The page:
“If you can affect someone when they’re young, you are in their heart forever.”
While looking for more memoirs to read and love, I stumbled upon Where Am I Now? and was greatly surprised by how addicting Wilson’s writing of her life was. I had no idea what to expect. But I loved it.
This memoir goes quite deep into a lot of subjects that always intrigue and leave me wanting for more. I’m mainly talking about Wilson questioning her faith, the waning of her career, feminism, sisterly love, OCD, anxiety, depression, mental health care, grief… a plethora of topics that were all given their respective page time.
“Mostly, my stories are about being young and a little out of place. It’s how I’ve felt most of my life: I was born the first girl after three boys, the only Jewish kid in my class, the only girl I knew whose mother had died, the only neurotic in Southern California (or so it seemed), and the only child on film sets full of adults. I was always in someone else’s world, and I always knew it. This, I’ve learned, is a far more common feeling than I once imagined.”
Where Am I Now? was both personally relevant and entertaining. Mara Wilson’s “neurotic sense of humor” that was right up my alley. I ended up laughing out loud uproariously more than I was anticipating– something I always welcome with open arms.
Just to give you an excerpt, here’s one instance (out of many) that Wilson took me by surprise with her humor:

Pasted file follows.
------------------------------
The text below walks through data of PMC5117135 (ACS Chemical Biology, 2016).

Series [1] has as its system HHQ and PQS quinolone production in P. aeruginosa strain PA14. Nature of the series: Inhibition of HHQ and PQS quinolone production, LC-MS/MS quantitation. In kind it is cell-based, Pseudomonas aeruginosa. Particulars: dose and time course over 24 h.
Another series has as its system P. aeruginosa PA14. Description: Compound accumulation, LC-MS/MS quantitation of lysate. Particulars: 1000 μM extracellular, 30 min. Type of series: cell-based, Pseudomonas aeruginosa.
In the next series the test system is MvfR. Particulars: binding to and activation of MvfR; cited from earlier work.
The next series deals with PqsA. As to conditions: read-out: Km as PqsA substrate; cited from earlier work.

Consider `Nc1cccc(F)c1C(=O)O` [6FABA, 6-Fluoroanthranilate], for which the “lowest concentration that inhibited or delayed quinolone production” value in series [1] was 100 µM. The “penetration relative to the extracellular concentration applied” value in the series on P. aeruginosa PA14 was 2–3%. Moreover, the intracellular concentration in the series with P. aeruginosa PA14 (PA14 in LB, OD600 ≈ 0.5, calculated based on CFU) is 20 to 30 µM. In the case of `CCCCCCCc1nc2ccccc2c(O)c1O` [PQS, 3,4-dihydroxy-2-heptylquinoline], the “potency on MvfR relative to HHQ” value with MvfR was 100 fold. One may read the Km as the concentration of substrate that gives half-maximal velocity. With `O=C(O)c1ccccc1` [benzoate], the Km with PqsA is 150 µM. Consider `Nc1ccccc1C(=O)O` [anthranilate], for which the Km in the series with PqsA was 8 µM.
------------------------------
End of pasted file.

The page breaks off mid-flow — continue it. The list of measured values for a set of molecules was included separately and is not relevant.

“You want to do comedy?” My college boyfriend Sam was incredulous. At some point early in our relationship, it had been established that I was the flighty, funny one, and he was the sensible one, so it was his duty to curb my grandiosity. We were a living screwball comedy.
“Why not?” I said, a little insulted. “I think I could. You think I’m funny.” One of the first times I’d gotten Sam’s attention was when our Writing the Essay teacher had asked us to “make the sentence ‘The woman walked down the street’ interesting,” and instead of bogging it down in purple prose, like many of my classmates, I had written, “The woman walked down the street naked.”
I picked this book up at exactly the right time for me. It was an important, heartfelt, funny, and enlightening read that had me enraptured till the end. Oh, also the motto in their household has stayed with me, “The only stars are in the sky.”
It was a great way to start the year of 2017.
“Trying to get some rest while filming the Bruce Bogtrotter cake scene. It took so long to film that instead of putting a start and end time on the call sheet, they just put an infinity symbol.”
“Danny, Joel, Jon, me, and baby Anna on the steps of my Mrs. Doubtfire trailer.”
“With Anna in 2015. My little sister is now six inches taller than I am.”
(The essay about her sister was one of my favorites.)
“Hanging with some llamas on a crew member’s farm with Laurie. This is about the only positive male attention I got in middle school.”
“One of my first ever film scenes, but I never felt nervous. We already felt like family.”
(The essay on Robin Williams and his death had me on the edge of tears.)